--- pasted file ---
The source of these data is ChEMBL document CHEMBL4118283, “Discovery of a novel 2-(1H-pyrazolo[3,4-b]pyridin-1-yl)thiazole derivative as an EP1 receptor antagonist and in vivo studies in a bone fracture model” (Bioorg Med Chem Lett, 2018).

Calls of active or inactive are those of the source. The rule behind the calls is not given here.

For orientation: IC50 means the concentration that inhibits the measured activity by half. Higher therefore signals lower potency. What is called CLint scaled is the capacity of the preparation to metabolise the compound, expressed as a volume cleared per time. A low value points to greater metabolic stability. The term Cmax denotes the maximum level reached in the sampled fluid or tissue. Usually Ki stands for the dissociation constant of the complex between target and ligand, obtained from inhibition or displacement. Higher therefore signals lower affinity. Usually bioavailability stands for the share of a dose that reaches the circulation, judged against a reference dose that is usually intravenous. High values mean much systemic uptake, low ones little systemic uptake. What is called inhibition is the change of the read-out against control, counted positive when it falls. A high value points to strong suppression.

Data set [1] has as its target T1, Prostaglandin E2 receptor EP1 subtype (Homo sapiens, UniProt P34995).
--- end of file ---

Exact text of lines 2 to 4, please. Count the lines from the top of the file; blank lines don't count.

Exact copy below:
Calls of active or inactive are those of the source. The rule behind the calls is not given here.

For orientation: IC50 means the concentration that inhibits the measured activity by half. Higher therefore signals lower potency. What is called CLint scaled is the capacity of the preparation to metabolise the compound, expressed as a volume cleared per time. A low value points to greater metabolic stability. The term Cmax denotes the maximum level reached in the sampled fluid or tissue. Usually Ki stands for the dissociation constant of the complex between target and ligand, obtained from inhibition or displacement. Higher therefore signals lower affinity. Usually bioavailability stands for the share of a dose that reaches the circulation, judged against a reference dose that is usually intravenous. High values mean much systemic uptake, low ones little systemic uptake. What is called inhibition is the change of the read-out against control, counted positive when it falls. A high value points to strong suppression.

Data set [1] has as its target T1, Prostaglandin E2 receptor EP1 subtype (Homo sapiens, UniProt P34995).